ca. 1957 (Winnipeg Tribune Photo Collection)
A decades-old battle to save the Wolseley Elm came to an explosive end on October 31, 1958.
The tree was said to have been planted around 1860 by Mary Ann Good, the daughter of landowners along the Assiniboine River. As the city grew, the tree found itself in the middle of the intersection of Wolseley Avenue near Basswood Place.
September 8, 1923, Winnipeg TribuneThe first official attempt by the city to remove the tree appears to have taken place in September 1936 when Alderman Blumberg brought forward a motion from the public improvements department to the floor of council to spend $70 to have it removed.
Blumberg initiated the department's investigation after driving down Wolseley one evening. Not expecting there to be a tree in the middle of the road, he almost ran into it. A colleague suggested that any driver surprised by such an obvious obstacle “...should be examined to see if he is fit to drive a car”.
In the end, the motion was voted down, though the department was instructed to see if some signage or reflective band could be put around it.
September 9, 1936, Winnipeg Tribune
For some, the tree represented more than just urban greenery.
A Winnipeg Tribune story from 1942 said that to supporters it was a final, symbolic remnant of the open land that was once there while others took it a step further by claiming that it was emblematic of "man's victory over bureaucracy". A Free Press editorial on December 31, 1958 referred to it as "Winnipeg's famed symbol of non-conformity."
The tree did have its detractors. In a May 17, 1938 Free Press story it was referred to as "...the venerable old elm tree in the middle of the street which has provoked either furious indignation or appreciative delight from passing motorists."
There were other unsuccessful debates at city hall in the 1940s and 1950s to have the tree removed and there were even a number of attacks by vandals (also) who tried to do the job themselves.
"The Battle of Wolseley Avenue"
September 20, 1957, Winnipeg Free Press
The most famous showdown over the tree began on Tuesday, September 17, 1957.
In what a Free Press reporter described as a "...26 minute knock down, drag 'em out battle..." at a public works committee meeting that included booing and jeering from onlooking aldermen who came to watch, a motion to remove the tree was passed.
The reaction in the neighbourhood was angry and immediate. Are residents, many of the housewives, mobilized first thing Wednesday morning,and created a human barricade around the tree. Some even chained themselves to it.
Above: LIFE Magazine, October 7, 1957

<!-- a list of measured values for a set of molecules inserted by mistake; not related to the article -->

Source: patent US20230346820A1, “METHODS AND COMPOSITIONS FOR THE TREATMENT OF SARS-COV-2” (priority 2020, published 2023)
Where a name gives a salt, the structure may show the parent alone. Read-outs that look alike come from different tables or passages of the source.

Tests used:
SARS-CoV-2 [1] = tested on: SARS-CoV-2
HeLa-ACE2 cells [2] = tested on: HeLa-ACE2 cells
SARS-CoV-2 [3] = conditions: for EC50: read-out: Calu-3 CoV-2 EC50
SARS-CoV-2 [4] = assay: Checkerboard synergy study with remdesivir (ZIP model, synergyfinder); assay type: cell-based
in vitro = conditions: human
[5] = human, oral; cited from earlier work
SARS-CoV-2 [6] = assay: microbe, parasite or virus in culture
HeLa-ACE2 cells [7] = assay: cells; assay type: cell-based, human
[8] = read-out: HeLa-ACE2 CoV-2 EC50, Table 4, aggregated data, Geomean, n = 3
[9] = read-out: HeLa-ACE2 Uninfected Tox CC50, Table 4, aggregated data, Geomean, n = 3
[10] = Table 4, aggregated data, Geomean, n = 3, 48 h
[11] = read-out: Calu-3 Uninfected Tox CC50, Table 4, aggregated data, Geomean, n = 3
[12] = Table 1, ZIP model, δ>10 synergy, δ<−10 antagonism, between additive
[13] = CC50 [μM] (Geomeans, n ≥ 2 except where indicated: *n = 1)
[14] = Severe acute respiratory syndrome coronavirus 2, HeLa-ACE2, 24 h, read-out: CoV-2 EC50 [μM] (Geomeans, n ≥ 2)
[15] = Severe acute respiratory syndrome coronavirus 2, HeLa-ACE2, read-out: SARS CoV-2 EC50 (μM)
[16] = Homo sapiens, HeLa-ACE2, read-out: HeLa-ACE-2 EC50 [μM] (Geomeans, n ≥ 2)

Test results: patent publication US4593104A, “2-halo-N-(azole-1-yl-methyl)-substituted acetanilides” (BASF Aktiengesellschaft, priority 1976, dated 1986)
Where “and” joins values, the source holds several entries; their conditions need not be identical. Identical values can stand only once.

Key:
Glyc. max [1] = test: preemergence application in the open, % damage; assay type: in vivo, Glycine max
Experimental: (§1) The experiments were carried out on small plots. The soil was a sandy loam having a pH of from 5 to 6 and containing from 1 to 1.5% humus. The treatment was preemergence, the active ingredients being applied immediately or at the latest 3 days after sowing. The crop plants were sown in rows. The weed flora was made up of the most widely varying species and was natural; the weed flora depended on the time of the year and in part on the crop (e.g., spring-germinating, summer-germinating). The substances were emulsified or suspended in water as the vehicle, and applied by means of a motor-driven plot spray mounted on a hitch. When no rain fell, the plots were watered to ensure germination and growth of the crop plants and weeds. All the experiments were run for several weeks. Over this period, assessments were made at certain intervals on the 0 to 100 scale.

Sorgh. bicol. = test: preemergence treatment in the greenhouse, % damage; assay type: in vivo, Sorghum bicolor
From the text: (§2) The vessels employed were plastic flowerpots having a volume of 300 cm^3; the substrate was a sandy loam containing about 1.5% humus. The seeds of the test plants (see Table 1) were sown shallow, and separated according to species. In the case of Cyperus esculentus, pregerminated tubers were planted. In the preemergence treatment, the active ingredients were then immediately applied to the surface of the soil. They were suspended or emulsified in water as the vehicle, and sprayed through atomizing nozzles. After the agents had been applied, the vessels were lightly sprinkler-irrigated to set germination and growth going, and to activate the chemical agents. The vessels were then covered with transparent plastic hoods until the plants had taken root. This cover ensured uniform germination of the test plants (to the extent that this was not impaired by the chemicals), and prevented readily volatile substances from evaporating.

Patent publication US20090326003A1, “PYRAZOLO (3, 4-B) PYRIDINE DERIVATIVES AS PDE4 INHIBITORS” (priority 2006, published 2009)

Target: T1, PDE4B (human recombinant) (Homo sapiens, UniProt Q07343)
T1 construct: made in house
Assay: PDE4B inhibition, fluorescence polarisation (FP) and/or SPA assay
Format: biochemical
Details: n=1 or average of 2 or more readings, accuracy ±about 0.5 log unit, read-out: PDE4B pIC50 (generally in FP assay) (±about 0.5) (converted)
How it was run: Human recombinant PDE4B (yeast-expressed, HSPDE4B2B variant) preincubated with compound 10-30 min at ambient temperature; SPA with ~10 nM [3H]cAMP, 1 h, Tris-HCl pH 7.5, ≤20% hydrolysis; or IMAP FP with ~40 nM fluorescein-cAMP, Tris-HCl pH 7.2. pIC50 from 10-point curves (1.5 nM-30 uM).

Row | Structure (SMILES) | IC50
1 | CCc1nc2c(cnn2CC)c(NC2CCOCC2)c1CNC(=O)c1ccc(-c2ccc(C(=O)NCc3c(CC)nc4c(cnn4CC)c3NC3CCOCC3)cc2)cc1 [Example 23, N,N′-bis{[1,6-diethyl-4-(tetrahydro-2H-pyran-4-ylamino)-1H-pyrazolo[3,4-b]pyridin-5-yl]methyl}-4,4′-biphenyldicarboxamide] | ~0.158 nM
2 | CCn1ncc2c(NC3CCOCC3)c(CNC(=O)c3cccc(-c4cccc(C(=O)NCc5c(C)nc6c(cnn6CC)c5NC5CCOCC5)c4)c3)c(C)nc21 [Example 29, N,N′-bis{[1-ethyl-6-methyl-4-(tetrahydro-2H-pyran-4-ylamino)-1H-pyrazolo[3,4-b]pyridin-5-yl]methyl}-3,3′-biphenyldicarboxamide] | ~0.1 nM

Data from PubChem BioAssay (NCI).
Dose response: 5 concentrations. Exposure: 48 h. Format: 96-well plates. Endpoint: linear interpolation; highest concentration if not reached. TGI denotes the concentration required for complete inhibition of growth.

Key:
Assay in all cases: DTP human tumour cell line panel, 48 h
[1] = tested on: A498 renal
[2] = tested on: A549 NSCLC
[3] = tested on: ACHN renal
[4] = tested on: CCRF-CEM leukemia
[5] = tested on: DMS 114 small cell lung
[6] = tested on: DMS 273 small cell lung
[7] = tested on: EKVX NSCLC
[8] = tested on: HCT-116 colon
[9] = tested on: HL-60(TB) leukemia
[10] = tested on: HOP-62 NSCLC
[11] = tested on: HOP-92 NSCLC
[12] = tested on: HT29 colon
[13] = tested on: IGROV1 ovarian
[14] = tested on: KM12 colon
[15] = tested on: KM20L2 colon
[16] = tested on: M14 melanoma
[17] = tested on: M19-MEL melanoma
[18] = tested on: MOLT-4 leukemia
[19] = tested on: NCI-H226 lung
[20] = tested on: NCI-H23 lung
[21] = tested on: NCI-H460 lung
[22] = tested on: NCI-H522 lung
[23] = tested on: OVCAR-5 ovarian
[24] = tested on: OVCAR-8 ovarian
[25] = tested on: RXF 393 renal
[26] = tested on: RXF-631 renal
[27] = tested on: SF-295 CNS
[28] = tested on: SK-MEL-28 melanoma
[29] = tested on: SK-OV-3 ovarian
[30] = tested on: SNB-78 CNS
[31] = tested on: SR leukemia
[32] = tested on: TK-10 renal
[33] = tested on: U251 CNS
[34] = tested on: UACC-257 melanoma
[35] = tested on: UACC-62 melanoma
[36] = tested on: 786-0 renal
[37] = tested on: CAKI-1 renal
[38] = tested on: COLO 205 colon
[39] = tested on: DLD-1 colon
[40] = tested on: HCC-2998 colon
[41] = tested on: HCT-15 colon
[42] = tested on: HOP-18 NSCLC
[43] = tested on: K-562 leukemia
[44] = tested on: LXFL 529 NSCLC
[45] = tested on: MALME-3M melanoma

The plight of the women and their elm were making news across the country. LIFE magazine even dispatched a photographer and caught some great images for their October 7, 1957 edition.
On September 19th, the city decided to move in.
Initial attempts to cut top branches stopped when an unnamed grandmother of six threatened workers with an axe and police had to be called, (it may have been the same woman as seen above LIFE photo warning off a police officer with axe in hand.)
This challenge brought police, the fire department, reporters, and many other residents down to the site and soon it was swarming with people. Even mayor Stephen Juba came down from city hall to try to diffuse the situation.
After hearing from some residents, Juba ordered the city crews away. (It was pointed out later that under the city charter he could not give a direct order to city crews, to which he replied that if councillors voted to censure him he would resign.)
A truce of sorts was called in the end citing public safety concerns from a possible confrontation if work proceeded. The matter was put on hold and crews never returned.
Some could not accept the fact that the tree was still standing.
A few days after the stalemate, vandals set it on fire. The remaining leaves on its lower branches were burned off, but it caused no serious damage. In the summer of 1958, it was doused in oil and set ablaze. Another attack saw it cut by a chainsaw.
At about 4 a.m. on October 31, 1958, residents for blocks around were awakened by the sound of an explosion.
Streetlights were blown out, a hydro pole lay on the pavement, and the Wolseley Elm was almost split in two. Bore holes in the base suggested that dynamite or similar type of explosive charge was used.
October 31, 1958, Winnipeg Free Press
The section not felled by the explosion was the side already damaged in the chainsaw attack. The tree stood no chance of surviving and died a slow death over the next 18 months.
In June 1960, a tree scientist from the University of Manitoba declared the Wolseley Elm officially dead. The parks department made up a ceremonial death certificate and on July 18, 1960, city crews went in to remove its remains.
What became of the tree is unclear. Prior to its removal, Mrs. Borrowman, one of the protest leaders, wrote to an alderman requesting a piece of the tree so that it could be turned into a lamp. Alderman Slaw Rebchuck and mayor Steven Juba both suggested publicly that the wood should be taken, dried, then made into souvenirs.
I can find no further reference of souvenirs being made.
Wolseley Elm Photo Gallery - Winnipeg Tribune Archives
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